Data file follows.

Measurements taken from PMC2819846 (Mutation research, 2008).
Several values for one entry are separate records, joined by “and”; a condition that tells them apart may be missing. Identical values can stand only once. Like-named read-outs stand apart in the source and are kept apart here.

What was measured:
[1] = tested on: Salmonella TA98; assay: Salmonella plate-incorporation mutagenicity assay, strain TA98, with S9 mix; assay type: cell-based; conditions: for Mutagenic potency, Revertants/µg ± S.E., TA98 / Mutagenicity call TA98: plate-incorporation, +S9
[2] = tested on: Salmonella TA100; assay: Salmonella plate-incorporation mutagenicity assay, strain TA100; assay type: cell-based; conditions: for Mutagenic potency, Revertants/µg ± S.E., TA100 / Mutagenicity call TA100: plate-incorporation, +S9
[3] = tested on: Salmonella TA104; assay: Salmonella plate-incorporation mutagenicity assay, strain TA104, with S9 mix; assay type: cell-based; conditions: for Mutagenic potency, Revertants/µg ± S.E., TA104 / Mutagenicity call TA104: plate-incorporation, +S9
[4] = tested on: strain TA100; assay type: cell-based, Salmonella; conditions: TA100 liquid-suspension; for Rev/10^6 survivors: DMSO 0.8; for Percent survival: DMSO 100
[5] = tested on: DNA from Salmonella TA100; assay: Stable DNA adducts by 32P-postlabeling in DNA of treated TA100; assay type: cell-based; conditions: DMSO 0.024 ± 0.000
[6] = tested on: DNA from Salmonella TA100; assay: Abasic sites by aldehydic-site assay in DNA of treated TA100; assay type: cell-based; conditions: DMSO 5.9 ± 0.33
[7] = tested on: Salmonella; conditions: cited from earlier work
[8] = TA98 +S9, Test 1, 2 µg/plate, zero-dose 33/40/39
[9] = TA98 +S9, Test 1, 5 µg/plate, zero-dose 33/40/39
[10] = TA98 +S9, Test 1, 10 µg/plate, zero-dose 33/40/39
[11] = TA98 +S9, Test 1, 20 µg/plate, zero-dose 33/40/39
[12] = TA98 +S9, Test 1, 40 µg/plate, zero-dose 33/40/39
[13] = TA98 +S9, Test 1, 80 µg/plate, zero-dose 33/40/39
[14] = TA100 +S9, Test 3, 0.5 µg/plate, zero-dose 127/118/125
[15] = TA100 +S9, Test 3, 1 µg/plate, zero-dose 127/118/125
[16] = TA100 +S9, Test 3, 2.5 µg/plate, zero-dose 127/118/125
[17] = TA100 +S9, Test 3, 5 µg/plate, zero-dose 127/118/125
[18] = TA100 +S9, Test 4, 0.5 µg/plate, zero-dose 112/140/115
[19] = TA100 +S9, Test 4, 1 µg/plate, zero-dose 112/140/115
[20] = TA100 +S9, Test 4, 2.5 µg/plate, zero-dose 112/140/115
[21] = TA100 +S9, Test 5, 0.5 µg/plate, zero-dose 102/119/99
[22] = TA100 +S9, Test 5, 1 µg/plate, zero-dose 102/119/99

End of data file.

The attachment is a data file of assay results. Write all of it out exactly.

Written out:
Measurements taken from PMC2819846 (Mutation research, 2008).
Several values for one entry are separate records, joined by “and”; a condition that tells them apart may be missing. Identical values can stand only once. Like-named read-outs stand apart in the source and are kept apart here.

What was measured:
[1] = tested on: Salmonella TA98; assay: Salmonella plate-incorporation mutagenicity assay, strain TA98, with S9 mix; assay type: cell-based; conditions: for Mutagenic potency, Revertants/µg ± S.E., TA98 / Mutagenicity call TA98: plate-incorporation, +S9
[2] = tested on: Salmonella TA100; assay: Salmonella plate-incorporation mutagenicity assay, strain TA100; assay type: cell-based; conditions: for Mutagenic potency, Revertants/µg ± S.E., TA100 / Mutagenicity call TA100: plate-incorporation, +S9
[3] = tested on: Salmonella TA104; assay: Salmonella plate-incorporation mutagenicity assay, strain TA104, with S9 mix; assay type: cell-based; conditions: for Mutagenic potency, Revertants/µg ± S.E., TA104 / Mutagenicity call TA104: plate-incorporation, +S9
[4] = tested on: strain TA100; assay type: cell-based, Salmonella; conditions: TA100 liquid-suspension; for Rev/10^6 survivors: DMSO 0.8; for Percent survival: DMSO 100
[5] = tested on: DNA from Salmonella TA100; assay: Stable DNA adducts by 32P-postlabeling in DNA of treated TA100; assay type: cell-based; conditions: DMSO 0.024 ± 0.000
[6] = tested on: DNA from Salmonella TA100; assay: Abasic sites by aldehydic-site assay in DNA of treated TA100; assay type: cell-based; conditions: DMSO 5.9 ± 0.33
[7] = tested on: Salmonella; conditions: cited from earlier work
[8] = TA98 +S9, Test 1, 2 µg/plate, zero-dose 33/40/39
[9] = TA98 +S9, Test 1, 5 µg/plate, zero-dose 33/40/39
[10] = TA98 +S9, Test 1, 10 µg/plate, zero-dose 33/40/39
[11] = TA98 +S9, Test 1, 20 µg/plate, zero-dose 33/40/39
[12] = TA98 +S9, Test 1, 40 µg/plate, zero-dose 33/40/39
[13] = TA98 +S9, Test 1, 80 µg/plate, zero-dose 33/40/39
[14] = TA100 +S9, Test 3, 0.5 µg/plate, zero-dose 127/118/125
[15] = TA100 +S9, Test 3, 1 µg/plate, zero-dose 127/118/125
[16] = TA100 +S9, Test 3, 2.5 µg/plate, zero-dose 127/118/125
[17] = TA100 +S9, Test 3, 5 µg/plate, zero-dose 127/118/125
[18] = TA100 +S9, Test 4, 0.5 µg/plate, zero-dose 112/140/115
[19] = TA100 +S9, Test 4, 1 µg/plate, zero-dose 112/140/115
[20] = TA100 +S9, Test 4, 2.5 µg/plate, zero-dose 112/140/115
[21] = TA100 +S9, Test 5, 0.5 µg/plate, zero-dose 102/119/99
[22] = TA100 +S9, Test 5, 1 µg/plate, zero-dose 102/119/99